|Common Name(s): Turkey Oak, Turkish Oak
Scientific Name: Quercus cerris
Distribution: Europe and Asia Minor
Tree Size: 80-120 ft (25-37 m) tall, 4-6 ft (1.2-2.0 m) trunk diameter
Average Dried Weight: 45 lbs/ft3 (720 kg/m3)
Specific Gravity (Basic, 12% MC): .54, .72
Janka Hardness: 1,200 lbf (5,340 N)*
*Estimated hardness based on specific gravity
Modulus of Rupture: 16,570 lbf/in2 (114.3 MPa)
Elastic Modulus: 1,568,000 lbf/in2 (10.81 GPa)
Crushing Strength: 8,170 lbf/in2 (56.4 MPa)
Shrinkage: Radial: 6.0%, Tangential: 10.0%, Volumetric: 16.0%, T/R Ratio: ~1.7
Color/Appearance: Has a light to medium reddish-brown color.
Grain/Texture: Has medium-to-large pores and a fairly coarse grain.
Rot Resistance: Falls somewhere between durable and moderately durable.
Workability: Turkey Oak is said to work similarly to oaks found in the United States.
Odor: No data available.
Allergies/Toxicity: Although severe reactions are quite uncommon, oak has been reported as a sensitizer. Usually most common reactions simply include eye and skin irritation, as well as asthma-like symptoms. See the articles Wood Allergies and Toxicity and Wood Dust Safety for more information.
Pricing/Availability: No data available.
Sustainability: This wood species is not listed in the CITES Appendices or on the IUCN Red List of Threatened Species.
Common Uses: No data available.
Comments: Turkey Oak does not belong to either the White or Red Oak groups, but is divided into a separate group which also includes Cork Oak (Quercus suber), the primary oak species used for cork bottle stoppers.
- Black Oak (Quercus velutina)
- Bog Oak
- Brown Oak
- Bur Oak (Quercus macrocarpa)
- California Black Oak (Quercus kelloggii)
- Cherrybark Oak (Quercus pagoda)
- Chestnut Oak (Quercus prinus)
- English Oak (Quercus robur)
- Holm Oak (Quercus ilex)
- Japanese Oak (Quercus mongolica)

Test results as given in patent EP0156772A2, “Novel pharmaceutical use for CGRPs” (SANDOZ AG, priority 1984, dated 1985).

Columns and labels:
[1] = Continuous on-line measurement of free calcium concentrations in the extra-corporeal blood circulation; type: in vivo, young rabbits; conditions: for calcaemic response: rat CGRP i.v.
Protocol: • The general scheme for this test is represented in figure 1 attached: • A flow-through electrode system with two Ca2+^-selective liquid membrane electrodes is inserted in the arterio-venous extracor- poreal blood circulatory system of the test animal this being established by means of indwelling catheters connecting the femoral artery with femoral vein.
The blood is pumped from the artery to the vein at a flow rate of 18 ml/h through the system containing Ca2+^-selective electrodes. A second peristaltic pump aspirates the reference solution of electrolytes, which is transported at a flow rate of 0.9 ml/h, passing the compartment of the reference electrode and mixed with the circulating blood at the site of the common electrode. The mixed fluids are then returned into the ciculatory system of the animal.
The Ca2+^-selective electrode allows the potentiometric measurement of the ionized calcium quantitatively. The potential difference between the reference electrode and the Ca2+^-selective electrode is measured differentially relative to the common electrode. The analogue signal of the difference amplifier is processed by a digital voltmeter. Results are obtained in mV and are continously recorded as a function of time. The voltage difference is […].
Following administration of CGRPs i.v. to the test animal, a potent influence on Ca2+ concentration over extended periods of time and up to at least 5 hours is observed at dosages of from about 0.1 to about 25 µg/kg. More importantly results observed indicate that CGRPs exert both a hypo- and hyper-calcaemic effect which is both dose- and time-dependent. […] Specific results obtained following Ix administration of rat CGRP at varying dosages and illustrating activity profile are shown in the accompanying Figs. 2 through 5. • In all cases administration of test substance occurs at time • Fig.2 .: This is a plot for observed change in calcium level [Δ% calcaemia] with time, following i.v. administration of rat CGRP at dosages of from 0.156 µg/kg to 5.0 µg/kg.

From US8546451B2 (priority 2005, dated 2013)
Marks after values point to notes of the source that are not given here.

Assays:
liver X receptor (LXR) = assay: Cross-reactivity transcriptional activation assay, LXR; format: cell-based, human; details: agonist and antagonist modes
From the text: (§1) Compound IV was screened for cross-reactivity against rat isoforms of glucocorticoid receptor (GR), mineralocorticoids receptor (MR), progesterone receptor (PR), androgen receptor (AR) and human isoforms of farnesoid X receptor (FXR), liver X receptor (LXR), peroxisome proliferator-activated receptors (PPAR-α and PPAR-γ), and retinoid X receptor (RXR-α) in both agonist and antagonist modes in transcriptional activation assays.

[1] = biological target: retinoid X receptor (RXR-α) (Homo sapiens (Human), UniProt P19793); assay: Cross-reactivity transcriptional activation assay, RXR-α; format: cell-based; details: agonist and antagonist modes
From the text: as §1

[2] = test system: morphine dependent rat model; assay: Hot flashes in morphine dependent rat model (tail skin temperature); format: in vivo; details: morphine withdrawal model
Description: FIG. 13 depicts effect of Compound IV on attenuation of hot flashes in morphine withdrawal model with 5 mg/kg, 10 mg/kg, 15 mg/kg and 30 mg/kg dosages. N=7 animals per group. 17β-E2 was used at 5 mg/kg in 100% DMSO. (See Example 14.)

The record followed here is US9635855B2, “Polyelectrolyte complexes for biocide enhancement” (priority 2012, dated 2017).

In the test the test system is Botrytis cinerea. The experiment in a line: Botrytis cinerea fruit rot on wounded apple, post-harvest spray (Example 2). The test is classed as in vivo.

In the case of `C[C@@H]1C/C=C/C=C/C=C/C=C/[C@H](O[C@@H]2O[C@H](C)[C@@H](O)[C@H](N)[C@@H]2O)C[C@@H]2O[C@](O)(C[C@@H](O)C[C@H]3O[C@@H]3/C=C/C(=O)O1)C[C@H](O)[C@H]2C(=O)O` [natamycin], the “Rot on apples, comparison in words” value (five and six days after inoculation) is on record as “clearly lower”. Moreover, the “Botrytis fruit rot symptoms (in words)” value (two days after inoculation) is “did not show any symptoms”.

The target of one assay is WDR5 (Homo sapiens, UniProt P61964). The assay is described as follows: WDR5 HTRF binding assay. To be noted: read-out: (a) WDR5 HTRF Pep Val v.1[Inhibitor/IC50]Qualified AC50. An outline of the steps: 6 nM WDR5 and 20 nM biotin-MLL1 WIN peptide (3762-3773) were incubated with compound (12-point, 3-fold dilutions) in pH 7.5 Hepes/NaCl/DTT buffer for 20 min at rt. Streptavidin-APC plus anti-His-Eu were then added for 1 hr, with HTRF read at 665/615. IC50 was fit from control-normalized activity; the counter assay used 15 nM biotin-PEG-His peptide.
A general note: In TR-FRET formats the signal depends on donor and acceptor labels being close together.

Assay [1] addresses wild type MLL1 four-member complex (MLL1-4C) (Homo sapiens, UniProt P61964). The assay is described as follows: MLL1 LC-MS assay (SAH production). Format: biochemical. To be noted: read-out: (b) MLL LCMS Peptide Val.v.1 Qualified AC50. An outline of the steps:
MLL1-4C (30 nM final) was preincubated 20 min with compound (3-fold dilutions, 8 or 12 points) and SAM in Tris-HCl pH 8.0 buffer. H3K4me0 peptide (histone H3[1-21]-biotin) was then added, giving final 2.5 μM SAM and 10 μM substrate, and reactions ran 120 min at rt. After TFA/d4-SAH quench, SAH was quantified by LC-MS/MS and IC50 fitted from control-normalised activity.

- Laurel Oak (Quercus laurifolia)
- Live Oak (Quercus virginiana)
- Oregon White Oak (Quercus garryana)
- Overcup Oak (Quercus lyrata)
- Pin Oak (Quercus palustris)
- Post Oak (Quercus stellata)
- Red Oak (Quercus rubra)
- Scarlet Oak (Quercus coccinea)
- Sessile Oak (Quercus petraea)
- Shumard Oak (Quercus shumardii)
- Southern Red Oak (Quercus falcata)
- Swamp Chestnut Oak (Quercus michauxii)
- Swamp White Oak (Quercus bicolor)
- Water Oak (Quercus nigra)
- White Oak (Quercus alba)
- Willow Oak (Quercus phellos)
Hello, I would like to suggest an odor information – according to my this year’s experience of cutting down two large turkey oak trees,the wood has somehow unpleasant odor. This odor is noticeable just a little bit when the wood is green,but after some time of drying it comes quite significant when you smell it directly to the surface. Four months after cutting down the trees I am making wood bowls from that wood and it seems the odor has almost disappeared,I can’t remember I have noticed it while turning.
I’m looking for a species (or two) that are native to Turkey that would be suitable for turning. I have a friend from Turkey and I want to make something for him combining American and Turkish woods. Any guidance would be greatly appreciated.
As far as I know, Quercus Cerris is quite highly regarded as a firewood in Southern Europe. Maybe the English climate makes the tree grow differently.
It has a very small hartwood compared to sapwood. It is very unstable and not very durable when it comes to elements. It splits easily. Here in Serbia, it is used solely as firewood.
I have dealt with this timber for many years and am surprised by the lack of information and the misinformation. Commonly known amongst round timber merchants as gun barrel oak because of the unusually straight long clear stem which is common and has fooled many new buyers into paying high prices for what they thought was a veneer quality log. Introduced to Britain from Turkey. The sawmiller knows it as beer barrel oak becuase the only known uses were beer barrels which are the lowest grade of barrel, and railway keys[the wooden block which used to be between the rail… Read more »
Hi Don. I just came across your comment now. I acquired a bit of woodland a few years ago and was quite shocked at the amount if Turkey oak mixed in with the native oaks. I wish to take it all down but was just wondering is there any value for it, I hear it is poor firewood also? Thanks.
Most woods will burn if dried out but it is true to say that Turkey oak is not good firewood. If the trees are not too large they will sell as chipwood and being extremely heavy when green can be harvested profitably but as a commercial timber today they are not good.